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'YOUTHBUILD' APPRENTICE PROGRAM COMING TO V.I.

June 2, 2002 – The V.I. Housing Authority is getting ready to launch a federally funded apprenticeship program for youth.
YouthBuild USA, a program that has been around on the mainland for 20 years, is aimed at redirecting the lives of youngsters who have either dropped out of school or are having a hard time getting started with life after high school. An overview was featured as part of the monthly residents' meeting this past week at Oswald Harris Court.
"We're doing some ground work. This phase is the outreach phase to educators and community leaders to let them know what's coming," said Noel Lewis, special assistant to Al Simmonds, interim executive director of the Housing Authority.
By September, Lewis says, YouthBuild is expected to start taking applications from eligible individuals ages 16 to 24 who are interested in learning the building trades.
Ten of them will be chosen to work with two contractors, Apex Construction and William M. Carr and Associates, that are undertaking Housing Authority construction projects on St. Thomas. Apex is revitalizing units in the Tutu Hi-Rise community, and Carr is building 176 new affordable residential units in the Hoffman/Nullyberg area.
Another 10 applicants will be apprenticed to work on Housing Authority projects on St. Croix. Michael's Development is going to redevelop some 80 units in the Croixville apartment complex, and a contractor yet to be chosen will revitalize 194 units in Paradise to replace the Louis E. Brown Villas.
"The contractors who will be responsible for the building and the re-building of these communities are our partners in this project," said Lewis, the authority's coordinator for Equal Employment Opportunity and training programs.
YouthBuild got its start in New York City, where contractors engaged dropouts and unemployed youth in the renovation of abandoned buildings to provide housing for the homeless. But on-the-job training is only part of the program. The other part provides continuing education for partipants, preparing them for the test to earn a GED high school equivalency diploma. The result, organizers hope, will be a group of more productive, better educated youth with greater concern for the community at large.
The U.S. Department of Housing and Urban Development is so convinced of the program's effectiveness that it sponsors YouthBuild initiatives nationwide. "It's a comprehensive approach to youth with community development at the core of the program," Lewis said.
The Housing Authority received a grant of $248,268 from HUD last November to implement the program locally. Partnering in the program are the Education, Human Services and Labor Departments; the U.S. Justice Department's Weed and Seed Office; and the participating contractors.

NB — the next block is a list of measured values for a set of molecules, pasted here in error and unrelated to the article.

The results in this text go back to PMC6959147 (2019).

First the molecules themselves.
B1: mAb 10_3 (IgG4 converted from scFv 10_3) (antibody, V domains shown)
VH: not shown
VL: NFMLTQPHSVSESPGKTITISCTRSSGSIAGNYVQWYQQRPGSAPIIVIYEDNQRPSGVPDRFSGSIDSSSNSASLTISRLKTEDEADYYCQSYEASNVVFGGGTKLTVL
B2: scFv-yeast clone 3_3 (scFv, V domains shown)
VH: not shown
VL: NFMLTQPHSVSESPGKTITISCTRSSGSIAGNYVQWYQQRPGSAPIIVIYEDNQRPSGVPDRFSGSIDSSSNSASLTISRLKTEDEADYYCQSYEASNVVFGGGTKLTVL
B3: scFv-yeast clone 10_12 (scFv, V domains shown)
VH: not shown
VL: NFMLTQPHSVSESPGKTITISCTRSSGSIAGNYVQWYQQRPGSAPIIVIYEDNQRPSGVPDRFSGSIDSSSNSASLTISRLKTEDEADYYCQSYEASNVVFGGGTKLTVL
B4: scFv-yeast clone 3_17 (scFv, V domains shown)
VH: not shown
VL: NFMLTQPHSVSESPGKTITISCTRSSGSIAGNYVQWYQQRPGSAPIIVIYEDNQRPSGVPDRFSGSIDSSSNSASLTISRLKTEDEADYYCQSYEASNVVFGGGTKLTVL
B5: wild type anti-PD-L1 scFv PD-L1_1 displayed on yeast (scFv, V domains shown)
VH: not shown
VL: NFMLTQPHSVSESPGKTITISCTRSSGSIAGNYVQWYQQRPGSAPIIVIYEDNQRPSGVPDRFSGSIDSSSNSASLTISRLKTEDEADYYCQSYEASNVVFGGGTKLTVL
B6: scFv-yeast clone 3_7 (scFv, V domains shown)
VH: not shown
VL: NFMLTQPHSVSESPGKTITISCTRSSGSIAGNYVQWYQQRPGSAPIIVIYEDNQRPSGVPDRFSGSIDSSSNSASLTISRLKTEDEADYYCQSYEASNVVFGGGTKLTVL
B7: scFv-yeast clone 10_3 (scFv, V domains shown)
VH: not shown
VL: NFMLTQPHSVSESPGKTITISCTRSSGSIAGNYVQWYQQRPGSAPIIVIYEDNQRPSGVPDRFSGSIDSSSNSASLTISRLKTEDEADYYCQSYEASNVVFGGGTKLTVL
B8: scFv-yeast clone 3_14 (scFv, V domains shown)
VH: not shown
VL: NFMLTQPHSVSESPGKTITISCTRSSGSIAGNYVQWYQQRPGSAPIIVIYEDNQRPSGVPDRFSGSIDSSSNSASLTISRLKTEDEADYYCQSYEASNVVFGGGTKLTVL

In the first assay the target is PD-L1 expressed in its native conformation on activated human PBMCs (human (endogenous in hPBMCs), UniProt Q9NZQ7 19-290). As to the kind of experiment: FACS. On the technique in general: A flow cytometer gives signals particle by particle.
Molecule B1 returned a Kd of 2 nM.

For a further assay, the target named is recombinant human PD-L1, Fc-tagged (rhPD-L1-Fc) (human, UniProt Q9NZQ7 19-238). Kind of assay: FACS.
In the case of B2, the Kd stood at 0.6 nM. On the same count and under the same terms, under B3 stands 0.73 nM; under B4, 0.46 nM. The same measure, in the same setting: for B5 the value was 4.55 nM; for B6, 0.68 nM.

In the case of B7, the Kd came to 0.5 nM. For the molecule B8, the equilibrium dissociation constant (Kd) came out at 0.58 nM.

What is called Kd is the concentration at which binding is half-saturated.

A similar project was tried last summer on St. John with students from Julius E. Sprauve School. "What we tried to do last summer was work with kids who were on the verge of dropping out," Sprauve's principal, Shirley Joseph, explained. "They had to work in the hotels and had to take a life skills course and remedial work as a preparation for going into a GED course."
Nine students enrolled, and eight of them succeeded in getting their GED's, moving to the U.S. mainland and either going back to school or signing up for Job Corps traning. Joseph said she was largely satisfied with the results of the program, put together with the help of the Education and Labor Departments with support from the St. John Rotary Club.
Because the YouthBuild program is new to the Virgin Islands, Lewis said, it's important to reach out to let the community know about it through meetings such as the one at Harris Court. He said he is hoping to reach his target audience — young people who generally don't attend such meetings — by talking to their mothers, their teachers and their housing managers.
Candidates for YouthBuild need not necessarily come from public housing, Lewis noted, nor do they have to be high school dropouts. "We're just looking for 10 youths" from each district, he said.
The Housing Authority also sponsors several other social, job development and educational programs specifically for its residents that designed to make people more self-sufficient. They include after-school tutorial and computer training classes.

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